Ever notice how when someone tells you what to do you feel less like doing it? There's an actual term for the feeling of bossiness resentment: psychological reactance, a phenomena common to toddlers, teenagers, and other people who don't like to be told what to do.
If you have ever been a child, you may be familiar with the process: 2-year-olds told not to play with a toy find it more exciting, and warning labels can have a perverse affect (remember when R movies sounded so cool and mysterious?). As well, the affect can be found in consumer behavior: a Florida ban on phosphate-laden detergent caused an upsurge in purchases, though phosphates had no effect on cleaning effectiveness. People wanted what was taken from them.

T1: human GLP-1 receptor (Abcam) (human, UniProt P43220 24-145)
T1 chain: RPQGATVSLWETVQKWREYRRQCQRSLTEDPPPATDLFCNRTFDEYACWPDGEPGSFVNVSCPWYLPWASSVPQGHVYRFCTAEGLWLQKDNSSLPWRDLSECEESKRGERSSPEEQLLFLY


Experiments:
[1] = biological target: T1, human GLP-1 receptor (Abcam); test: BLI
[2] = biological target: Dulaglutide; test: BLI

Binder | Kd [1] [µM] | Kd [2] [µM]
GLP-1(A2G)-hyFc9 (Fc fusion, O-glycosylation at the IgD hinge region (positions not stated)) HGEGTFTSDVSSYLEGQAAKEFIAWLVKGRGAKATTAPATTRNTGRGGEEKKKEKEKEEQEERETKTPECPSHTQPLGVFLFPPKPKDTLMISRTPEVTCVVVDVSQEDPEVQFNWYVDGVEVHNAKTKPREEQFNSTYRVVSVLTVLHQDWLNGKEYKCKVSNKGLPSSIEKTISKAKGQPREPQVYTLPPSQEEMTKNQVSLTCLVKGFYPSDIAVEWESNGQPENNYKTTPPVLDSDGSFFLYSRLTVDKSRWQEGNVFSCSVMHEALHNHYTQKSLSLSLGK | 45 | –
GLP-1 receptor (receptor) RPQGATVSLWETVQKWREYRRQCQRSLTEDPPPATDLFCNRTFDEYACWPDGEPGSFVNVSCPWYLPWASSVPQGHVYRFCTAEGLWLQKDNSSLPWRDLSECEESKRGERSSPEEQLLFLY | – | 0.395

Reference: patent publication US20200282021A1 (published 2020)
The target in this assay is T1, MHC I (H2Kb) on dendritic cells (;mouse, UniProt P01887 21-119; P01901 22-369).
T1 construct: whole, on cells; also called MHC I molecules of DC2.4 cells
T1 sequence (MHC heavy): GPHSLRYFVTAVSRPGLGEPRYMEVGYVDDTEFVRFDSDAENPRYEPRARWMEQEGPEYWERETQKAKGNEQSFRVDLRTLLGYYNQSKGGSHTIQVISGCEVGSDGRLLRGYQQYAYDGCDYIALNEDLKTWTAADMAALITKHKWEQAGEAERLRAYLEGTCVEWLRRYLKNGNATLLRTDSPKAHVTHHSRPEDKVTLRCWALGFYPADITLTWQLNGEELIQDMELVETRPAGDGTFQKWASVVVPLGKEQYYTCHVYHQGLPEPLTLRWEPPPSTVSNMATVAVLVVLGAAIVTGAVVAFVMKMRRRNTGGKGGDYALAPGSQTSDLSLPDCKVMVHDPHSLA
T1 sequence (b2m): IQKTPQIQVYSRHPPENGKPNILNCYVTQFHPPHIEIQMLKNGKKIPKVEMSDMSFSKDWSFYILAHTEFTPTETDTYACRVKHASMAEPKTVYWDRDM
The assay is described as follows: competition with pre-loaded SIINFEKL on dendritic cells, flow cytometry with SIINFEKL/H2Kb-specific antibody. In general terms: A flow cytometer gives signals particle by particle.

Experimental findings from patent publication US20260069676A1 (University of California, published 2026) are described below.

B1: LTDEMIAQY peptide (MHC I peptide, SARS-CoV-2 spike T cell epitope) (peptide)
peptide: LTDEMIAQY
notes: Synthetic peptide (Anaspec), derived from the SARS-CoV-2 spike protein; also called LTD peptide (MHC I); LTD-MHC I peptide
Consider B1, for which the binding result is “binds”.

When reactance—which research suggests is more prevalent in older and younger populations—occurs, three stages happen:
- You want "it" more than before
- You resist
- You resent the freedom-restricter
Over at Good Sense, Sherman Lee finds a "direct correlation" between how often someone told him what to do and his productivity.
When the author was given free rein to decide which projects to take on, he "wrote tons of code" quickly because it was fun—the self-determination motivated him to push himself. Challenge accepted.
When stakeholders needed checkpoints, Sherman writes that "my mind wanted to take a break." He admits that "they may have been on the right path," but he was against it mentally—their changes were "a drag." Motivation lagging.
Sherman's part of a scrum team: Managers broke the workload into user stories, stories broken into tasks, tasks distributed to engineers.
"I was told exactly what to work on and even the day I was going to work on it," he writes, and as a result "it felt like a chore to write code."
That's a ton of psychological resistance—and it's an enemy of productivity.
Bosses: How do you navigate psychological resistance with your direct reports? Let us know in the comments.
[Image: Flickr user Matt Anderson]